The Shakespeare Birthplace Trust - the independent charity which cares for 'the world’s greatest Shakespeare heritage' in his hometown of Stratford-upon-Avon - has compiled over 300 education resources & activities on its website, to support teachers and inspire home learners during the national lockdown.

Developed by the Trust’s award-winning education team, the resources are in line with the national curriculum for Key Stages 1, 2 & 3, offering fun and imaginative ways for children aged four to 14 to engage with Shakespeare. Activities include building Lego Shakespeare, drawing a comic strip inspired by The Tempest, creating a gruesome recipe for a witches spell from Macbeth and describing a scene from Romeo & Juliet in Juliet’s diary. There’s even a Shakespeare-style insult generator to provide entertainment during playtime!

All resources and activities are available free of charge and easily accessible online via without the need to register. Many are presented as paperless resources, for those without a printer at home, including three-minute Snappy Shakespeare plays and video tutorials. Budding little chefs can also whip up delicious recipes that Shakespeare would have eaten as a boy, such as Tudor bread and apple pancakes. 

Dr Nick Walton, Shakespeare courses development manager at the Shakespeare Birthplace Trust, said: “As a result of the global pandemic we’ve had to find new ways to bring Shakespeare to life for schools and learners whilst we’re unable to physically welcome them to our historic sites in Stratford-upon-Avon. Our dedicated team continue to inspire children with Shakespeare’s stories and heritage by pulling together some choice recommendations from our popular classroom resources and fun activities online. We’re also developing new resources for Key Stages 3 & 4 and A-level learners to support their home learning. These are due to launch in the coming weeks.”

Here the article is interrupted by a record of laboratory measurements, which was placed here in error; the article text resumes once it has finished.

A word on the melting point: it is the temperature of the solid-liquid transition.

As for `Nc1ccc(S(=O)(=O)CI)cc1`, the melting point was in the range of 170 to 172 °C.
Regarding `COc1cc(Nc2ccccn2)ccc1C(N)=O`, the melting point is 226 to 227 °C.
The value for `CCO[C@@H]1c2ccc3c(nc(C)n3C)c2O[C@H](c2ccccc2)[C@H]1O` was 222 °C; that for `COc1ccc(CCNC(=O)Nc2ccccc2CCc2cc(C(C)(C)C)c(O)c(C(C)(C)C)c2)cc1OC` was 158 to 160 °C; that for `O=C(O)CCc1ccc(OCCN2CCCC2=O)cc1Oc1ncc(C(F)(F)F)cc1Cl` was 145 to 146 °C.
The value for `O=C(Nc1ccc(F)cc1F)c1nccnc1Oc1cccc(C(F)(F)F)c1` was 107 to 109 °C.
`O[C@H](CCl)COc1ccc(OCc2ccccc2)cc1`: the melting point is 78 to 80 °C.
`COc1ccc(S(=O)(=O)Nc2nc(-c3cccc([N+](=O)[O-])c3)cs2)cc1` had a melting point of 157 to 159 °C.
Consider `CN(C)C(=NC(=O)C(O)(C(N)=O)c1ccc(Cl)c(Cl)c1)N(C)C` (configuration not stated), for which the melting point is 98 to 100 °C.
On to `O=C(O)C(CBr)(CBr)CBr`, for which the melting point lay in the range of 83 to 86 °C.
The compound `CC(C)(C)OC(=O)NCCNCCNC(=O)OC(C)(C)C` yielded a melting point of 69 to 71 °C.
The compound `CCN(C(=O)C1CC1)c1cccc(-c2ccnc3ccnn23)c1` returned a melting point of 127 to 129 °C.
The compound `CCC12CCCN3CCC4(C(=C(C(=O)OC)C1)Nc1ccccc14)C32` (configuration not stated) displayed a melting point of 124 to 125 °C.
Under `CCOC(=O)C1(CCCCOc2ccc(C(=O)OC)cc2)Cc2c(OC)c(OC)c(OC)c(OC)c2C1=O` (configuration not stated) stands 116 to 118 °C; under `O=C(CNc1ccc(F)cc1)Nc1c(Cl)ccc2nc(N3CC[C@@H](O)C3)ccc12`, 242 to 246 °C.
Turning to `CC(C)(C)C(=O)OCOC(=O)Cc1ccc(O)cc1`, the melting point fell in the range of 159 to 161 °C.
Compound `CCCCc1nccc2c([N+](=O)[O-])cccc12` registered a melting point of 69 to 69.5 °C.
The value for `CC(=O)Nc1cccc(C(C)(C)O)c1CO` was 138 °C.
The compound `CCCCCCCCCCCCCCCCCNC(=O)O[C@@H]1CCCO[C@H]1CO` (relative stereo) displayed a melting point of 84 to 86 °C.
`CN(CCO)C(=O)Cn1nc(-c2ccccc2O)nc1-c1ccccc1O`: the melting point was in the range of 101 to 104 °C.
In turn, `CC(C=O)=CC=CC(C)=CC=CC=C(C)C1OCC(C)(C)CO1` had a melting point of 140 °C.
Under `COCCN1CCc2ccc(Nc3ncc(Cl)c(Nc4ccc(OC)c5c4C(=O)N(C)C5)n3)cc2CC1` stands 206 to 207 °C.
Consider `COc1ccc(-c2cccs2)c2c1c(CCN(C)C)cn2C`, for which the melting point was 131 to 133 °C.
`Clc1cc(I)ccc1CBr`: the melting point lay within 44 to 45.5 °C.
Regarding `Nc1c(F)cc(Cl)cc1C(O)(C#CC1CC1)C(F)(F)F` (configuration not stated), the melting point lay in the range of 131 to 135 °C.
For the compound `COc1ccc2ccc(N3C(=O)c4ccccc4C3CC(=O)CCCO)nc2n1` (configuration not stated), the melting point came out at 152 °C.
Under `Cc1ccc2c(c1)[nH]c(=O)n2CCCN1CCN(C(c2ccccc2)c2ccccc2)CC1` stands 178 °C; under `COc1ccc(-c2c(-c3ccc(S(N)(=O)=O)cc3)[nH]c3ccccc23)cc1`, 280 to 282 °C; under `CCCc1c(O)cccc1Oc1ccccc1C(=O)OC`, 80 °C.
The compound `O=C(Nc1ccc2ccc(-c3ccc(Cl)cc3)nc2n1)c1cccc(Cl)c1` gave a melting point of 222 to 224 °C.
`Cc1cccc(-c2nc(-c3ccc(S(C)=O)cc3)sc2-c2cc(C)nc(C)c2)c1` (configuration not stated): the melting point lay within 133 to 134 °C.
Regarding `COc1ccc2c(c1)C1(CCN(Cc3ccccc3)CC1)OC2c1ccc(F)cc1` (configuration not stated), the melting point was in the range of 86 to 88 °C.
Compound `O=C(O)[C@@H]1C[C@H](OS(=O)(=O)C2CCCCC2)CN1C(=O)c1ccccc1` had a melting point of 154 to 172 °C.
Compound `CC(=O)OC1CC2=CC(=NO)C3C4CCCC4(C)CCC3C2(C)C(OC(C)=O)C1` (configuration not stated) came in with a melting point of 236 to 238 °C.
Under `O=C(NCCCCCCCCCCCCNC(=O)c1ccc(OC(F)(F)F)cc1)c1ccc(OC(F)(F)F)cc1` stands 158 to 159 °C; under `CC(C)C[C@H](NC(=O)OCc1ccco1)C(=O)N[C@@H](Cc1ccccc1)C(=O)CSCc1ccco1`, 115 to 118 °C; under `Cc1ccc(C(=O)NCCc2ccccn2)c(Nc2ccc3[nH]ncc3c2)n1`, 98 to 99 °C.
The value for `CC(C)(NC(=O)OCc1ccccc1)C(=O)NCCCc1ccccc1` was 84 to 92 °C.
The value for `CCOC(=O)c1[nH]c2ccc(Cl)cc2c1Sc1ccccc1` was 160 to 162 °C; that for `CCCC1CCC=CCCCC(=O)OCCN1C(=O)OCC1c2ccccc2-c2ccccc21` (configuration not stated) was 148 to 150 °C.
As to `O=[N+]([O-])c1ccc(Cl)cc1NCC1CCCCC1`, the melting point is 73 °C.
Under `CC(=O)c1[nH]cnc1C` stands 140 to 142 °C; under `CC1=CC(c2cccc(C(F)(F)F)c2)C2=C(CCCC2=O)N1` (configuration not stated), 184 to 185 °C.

The Shakespeare Birthplace Trust, organisers of the annual national Shakespeare Week celebration in primary schools, will be taking its programme online this year. Running from 15 to 21 March, this year’s Shakespeare Week will be based around the theme of Wellbeing. It will feature a programme of emotional wellbeing activities and online events inspired by Shakespeare’s works. Full details will be announced soon.

The Shakespeare Birthplace Trust is the independent charity dedicated to sharing Shakespeare’s works, life and times with the world. It relies on the support of visitors, donors, volunteers and Friends for over 90% of its income. While its sites are temporarily closed, that income is now at risk. To support its work in keeping Shakespeare’s legacy alive, visit